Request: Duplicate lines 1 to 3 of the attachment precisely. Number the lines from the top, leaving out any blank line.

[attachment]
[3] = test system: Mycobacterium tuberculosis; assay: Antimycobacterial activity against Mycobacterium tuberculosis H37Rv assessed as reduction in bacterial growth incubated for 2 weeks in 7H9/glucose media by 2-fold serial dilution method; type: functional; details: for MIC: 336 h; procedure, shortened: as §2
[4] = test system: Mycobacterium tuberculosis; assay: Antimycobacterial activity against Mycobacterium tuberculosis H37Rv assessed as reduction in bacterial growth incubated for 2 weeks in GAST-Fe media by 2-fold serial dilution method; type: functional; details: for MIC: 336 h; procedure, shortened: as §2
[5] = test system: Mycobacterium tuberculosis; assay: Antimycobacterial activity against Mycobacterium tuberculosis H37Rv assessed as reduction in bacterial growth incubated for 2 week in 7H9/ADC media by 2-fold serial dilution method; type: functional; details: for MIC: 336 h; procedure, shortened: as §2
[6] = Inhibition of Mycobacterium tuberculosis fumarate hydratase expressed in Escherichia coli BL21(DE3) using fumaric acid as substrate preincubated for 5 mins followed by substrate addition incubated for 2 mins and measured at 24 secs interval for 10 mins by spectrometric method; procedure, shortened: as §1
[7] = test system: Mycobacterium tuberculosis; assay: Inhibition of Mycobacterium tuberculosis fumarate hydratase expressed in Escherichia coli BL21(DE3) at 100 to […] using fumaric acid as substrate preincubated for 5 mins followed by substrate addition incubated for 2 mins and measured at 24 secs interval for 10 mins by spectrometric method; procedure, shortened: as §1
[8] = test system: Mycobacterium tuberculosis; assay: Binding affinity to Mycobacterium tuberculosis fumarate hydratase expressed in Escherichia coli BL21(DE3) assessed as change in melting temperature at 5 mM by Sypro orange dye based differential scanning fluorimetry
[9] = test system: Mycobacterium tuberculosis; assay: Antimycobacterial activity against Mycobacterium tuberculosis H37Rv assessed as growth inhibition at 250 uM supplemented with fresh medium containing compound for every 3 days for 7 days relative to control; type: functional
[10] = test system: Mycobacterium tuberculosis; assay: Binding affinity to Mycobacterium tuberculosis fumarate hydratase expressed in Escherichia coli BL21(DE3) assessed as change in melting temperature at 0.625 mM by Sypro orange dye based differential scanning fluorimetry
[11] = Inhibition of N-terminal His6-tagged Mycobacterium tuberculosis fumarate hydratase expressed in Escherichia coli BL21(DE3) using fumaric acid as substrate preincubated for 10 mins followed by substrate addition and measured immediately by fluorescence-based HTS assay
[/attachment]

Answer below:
[3] = test system: Mycobacterium tuberculosis; assay: Antimycobacterial activity against Mycobacterium tuberculosis H37Rv assessed as reduction in bacterial growth incubated for 2 weeks in 7H9/glucose media by 2-fold serial dilution method; type: functional; details: for MIC: 336 h; procedure, shortened: as §2
[4] = test system: Mycobacterium tuberculosis; assay: Antimycobacterial activity against Mycobacterium tuberculosis H37Rv assessed as reduction in bacterial growth incubated for 2 weeks in GAST-Fe media by 2-fold serial dilution method; type: functional; details: for MIC: 336 h; procedure, shortened: as §2
[5] = test system: Mycobacterium tuberculosis; assay: Antimycobacterial activity against Mycobacterium tuberculosis H37Rv assessed as reduction in bacterial growth incubated for 2 week in 7H9/ADC media by 2-fold serial dilution method; type: functional; details: for MIC: 336 h; procedure, shortened: as §2